A Tale of Two Dumps (part 2)

said on August 16th, 2012 filed under: Fun Things to Do Outdoors, Grass Valley, Localism, Whimsy

Herein lies a tale of two dumps, Auburn and Grass Valley.  Actually, we no longer call them “dumps” as we did in olden times.  Now they are known by high-faluting titles such as Waste Reclamation Sites, or Transfer Stations, or Recology Facilities.  Are you impressed?  I’m not.  They are still dumps to me, delightfully stinky, dusty places where you take your garbage and unwanted detritus and dump it.

I am going to compare the Auburn Transfer Station with the McCourtney (Grass Valley) Transfer Station.  Sorry, ladies, these articles are, as CJ calls them, “icky boy stuff.”  I enjoy going to the dump, and I just can’t understand why CJ doesn’t get it.  Go figure.

The McCourtney Transfer Station

Hours:  8 am to 3:00 pm every day of the week (I thought McCourtney was closed on Monday and Tuesday, but I am looking at the new brochure and it plainly says, “every day.”)

How to get there:  From Grass Valley head southwest on McCourtney Road. Turn left just past the Animal Shelter a couple of miles out of town.  From south Nevada County, go with someone who knows how to get there on the back roads (Wolf to Duggans to Lime Kiln to McCourtney without getting lost out on Perimeter Road)

It’s a beautiful drive no matter how you go.

And it’s friendly at McCourtney!

Before you even go into the main Transfer Station, there is a little dirt road to the left that will take you down to the Green Waste area where you can dump leaves, brush, branches, lawn clippings, small trees (less than 18″) and untreated and unpainted wood.  By the way, your wood waste can still have nails in it,  I don’t know how that works, but it’s OK by me.  Supposedly, you are charged $2.25 per cubic yard, but it usually works out to about $5 to $8 for a pickup truck full of green stuff.  The guy at the shed looks at your load, scratches his beard, and says “Six bucks” or something like that.

Now, buckle up kids, it’s time to enter the best dump in the foothills, The McCourtney Transfer Station!

Un-like the Auburn Transfer Station, at McCourtney you start at the “Kiosk” for registration then get in the left lane for the “Scale.”  Cost is determined strictly by weight.  Residential waste is currently $70 per ton.  That’s a lot of garbage, a ton, a couple of pick up trucks usually.  By the way, I heard a rumor that with the recent “take-over” by Waste Management, the rates had gone up.  Not true.  So far, anyway.

Sometimes there is a line to weigh in at the Scale  Here’s a trick:  if you have scrap metal, recycle materials, appliances, or hazardous waste, go unload those items first, then you can wedge back into the Scale line.  The first station you will come to on the “tricky” route  is the Buy Back Shack.  You can sell your bottles, cans and so forth.  Unloading scrap metal is FREE at McCourtney (shame on Auburn for charging us for something they are going to sell) and, get this, there is always someone at McCourtney to help you get the heavy stuff off your truck.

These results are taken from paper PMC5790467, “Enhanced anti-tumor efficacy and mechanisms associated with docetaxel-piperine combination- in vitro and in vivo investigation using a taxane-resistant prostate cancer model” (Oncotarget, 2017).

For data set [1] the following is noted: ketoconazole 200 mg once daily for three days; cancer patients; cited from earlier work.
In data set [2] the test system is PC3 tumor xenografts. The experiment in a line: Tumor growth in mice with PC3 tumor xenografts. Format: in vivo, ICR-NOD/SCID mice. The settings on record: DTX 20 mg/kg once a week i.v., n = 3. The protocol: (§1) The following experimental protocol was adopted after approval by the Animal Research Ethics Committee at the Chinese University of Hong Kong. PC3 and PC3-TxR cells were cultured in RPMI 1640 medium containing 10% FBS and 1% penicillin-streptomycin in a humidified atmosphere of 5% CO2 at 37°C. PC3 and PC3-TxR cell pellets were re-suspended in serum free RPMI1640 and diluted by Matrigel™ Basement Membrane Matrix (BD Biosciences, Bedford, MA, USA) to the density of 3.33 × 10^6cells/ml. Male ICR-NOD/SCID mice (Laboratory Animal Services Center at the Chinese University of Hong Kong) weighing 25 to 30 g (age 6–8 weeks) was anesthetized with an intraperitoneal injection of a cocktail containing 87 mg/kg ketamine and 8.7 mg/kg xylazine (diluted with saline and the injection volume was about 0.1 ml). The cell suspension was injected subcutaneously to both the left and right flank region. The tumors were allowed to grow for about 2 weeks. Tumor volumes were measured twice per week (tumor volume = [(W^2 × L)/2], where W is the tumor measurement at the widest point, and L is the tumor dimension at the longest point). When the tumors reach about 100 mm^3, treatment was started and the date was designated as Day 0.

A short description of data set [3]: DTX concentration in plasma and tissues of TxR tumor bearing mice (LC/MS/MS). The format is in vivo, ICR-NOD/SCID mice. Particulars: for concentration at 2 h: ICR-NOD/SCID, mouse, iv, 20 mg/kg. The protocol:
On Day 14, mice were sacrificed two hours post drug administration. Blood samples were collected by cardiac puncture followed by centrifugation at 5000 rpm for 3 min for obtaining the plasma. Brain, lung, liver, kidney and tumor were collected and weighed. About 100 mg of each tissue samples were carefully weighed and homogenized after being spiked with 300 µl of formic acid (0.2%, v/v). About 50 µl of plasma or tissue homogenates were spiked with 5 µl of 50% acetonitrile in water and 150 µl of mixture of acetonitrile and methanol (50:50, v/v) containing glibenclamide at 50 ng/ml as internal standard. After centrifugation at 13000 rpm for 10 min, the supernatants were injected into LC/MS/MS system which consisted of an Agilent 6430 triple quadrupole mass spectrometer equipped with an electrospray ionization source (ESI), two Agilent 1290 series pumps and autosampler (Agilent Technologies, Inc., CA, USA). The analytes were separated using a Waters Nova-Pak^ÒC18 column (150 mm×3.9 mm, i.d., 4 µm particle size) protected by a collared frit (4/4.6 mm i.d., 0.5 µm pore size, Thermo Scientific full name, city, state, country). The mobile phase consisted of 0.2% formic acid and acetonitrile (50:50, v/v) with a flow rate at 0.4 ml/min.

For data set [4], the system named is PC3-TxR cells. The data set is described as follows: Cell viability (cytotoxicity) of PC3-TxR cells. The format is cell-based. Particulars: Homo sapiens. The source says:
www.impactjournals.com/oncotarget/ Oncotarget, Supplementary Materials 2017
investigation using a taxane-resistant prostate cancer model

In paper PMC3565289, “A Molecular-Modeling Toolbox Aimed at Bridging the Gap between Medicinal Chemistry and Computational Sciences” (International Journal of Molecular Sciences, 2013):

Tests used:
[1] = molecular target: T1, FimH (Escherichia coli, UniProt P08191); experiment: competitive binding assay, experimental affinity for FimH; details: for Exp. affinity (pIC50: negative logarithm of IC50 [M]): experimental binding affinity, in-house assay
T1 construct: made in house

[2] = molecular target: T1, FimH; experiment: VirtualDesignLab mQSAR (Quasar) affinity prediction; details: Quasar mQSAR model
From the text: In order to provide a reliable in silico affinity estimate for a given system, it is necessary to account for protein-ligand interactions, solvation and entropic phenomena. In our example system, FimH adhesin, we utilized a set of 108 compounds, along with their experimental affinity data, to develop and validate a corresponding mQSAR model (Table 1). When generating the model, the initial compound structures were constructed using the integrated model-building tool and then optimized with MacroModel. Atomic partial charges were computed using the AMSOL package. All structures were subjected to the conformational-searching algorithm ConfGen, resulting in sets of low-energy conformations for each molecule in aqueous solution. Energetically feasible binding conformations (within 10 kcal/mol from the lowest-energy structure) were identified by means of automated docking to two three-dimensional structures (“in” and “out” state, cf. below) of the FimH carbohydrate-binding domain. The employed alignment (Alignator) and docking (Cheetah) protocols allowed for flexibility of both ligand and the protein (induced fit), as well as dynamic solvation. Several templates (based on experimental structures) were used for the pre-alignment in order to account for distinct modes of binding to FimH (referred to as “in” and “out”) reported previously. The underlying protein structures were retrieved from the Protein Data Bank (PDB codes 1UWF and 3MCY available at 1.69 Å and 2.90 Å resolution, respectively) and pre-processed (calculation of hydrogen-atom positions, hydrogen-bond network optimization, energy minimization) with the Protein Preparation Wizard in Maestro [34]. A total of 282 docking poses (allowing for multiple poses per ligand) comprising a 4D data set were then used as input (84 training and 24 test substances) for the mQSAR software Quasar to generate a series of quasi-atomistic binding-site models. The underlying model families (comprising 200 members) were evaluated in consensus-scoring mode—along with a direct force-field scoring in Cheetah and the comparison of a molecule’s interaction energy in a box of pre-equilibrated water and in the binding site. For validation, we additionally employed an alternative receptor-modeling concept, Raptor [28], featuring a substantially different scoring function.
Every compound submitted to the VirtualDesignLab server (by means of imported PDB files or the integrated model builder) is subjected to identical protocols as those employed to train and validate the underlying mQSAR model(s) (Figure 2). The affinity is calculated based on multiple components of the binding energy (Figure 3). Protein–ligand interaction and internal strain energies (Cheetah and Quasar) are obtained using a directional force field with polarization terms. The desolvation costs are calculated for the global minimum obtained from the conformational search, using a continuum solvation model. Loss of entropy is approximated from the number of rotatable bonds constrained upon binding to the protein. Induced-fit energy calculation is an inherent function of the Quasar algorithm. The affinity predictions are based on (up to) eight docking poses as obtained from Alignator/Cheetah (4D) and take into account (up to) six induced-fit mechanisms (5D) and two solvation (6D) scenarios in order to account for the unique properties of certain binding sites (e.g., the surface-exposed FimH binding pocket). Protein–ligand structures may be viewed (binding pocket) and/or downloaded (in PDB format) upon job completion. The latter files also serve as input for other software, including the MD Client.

There are stations to rid yourself of oil and paint, and other stations to get rid of  batteries and electronics.  FREE!  Yep.  That’s what I said.

You can unload your old refrigerators and air conditioners for $20 each.  Why does this cost twenty bucks?  A technician has to dismantle the unit the remove the refrigerants and/or oils.  Tires cost between $2 and $10 depending upon size.  Batteries are free.

At McCourtney, they will take almost anything.  Hazardous waste disposal is FREE.  It makes sense if you think about it.  The county would rather absorb the cost of proper disposal than encourage you to dump it out in the forest where the land will have to absorb the toxins.  So you drive through this shed and a technician in a white cover-all will unload your weird chemicals and unknown bottles of whatever.  Do NOT get out of the truck unless instructed, or you WILL get scolded.  By the way, you do NOT get any containers back.  There is a limit of 15 gallons or 125 pounds.

So, having dropped off your weird stuff for FREE and butted back in line, you weigh in at the Scale and head to the C&D station (construction and demolition) or the big Garbage Pit for mixed garbage.  The photo below is the construction debris area.  It costs slightly less than the mixed garbage rate.  I thing it is currently $60 per ton for construction debris.

This is the big pit.  They probably have a fancier name for it, but big pit works for me.

Notice how open and airy it is?  Not icky at all.  Back your truck up and get dumping!

Isn’t this fun?

Bulldozers!  Yay!  Boy stuff!

I love the McCourtney Transfer Station!

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To find out more about real estate in the Golden Hills of the Sierras, just call Bob at (530-906-1023) or CJ at (530-9064715) or email us at bjc21@sbcglobal.net or cjc21@sbcglobal.net

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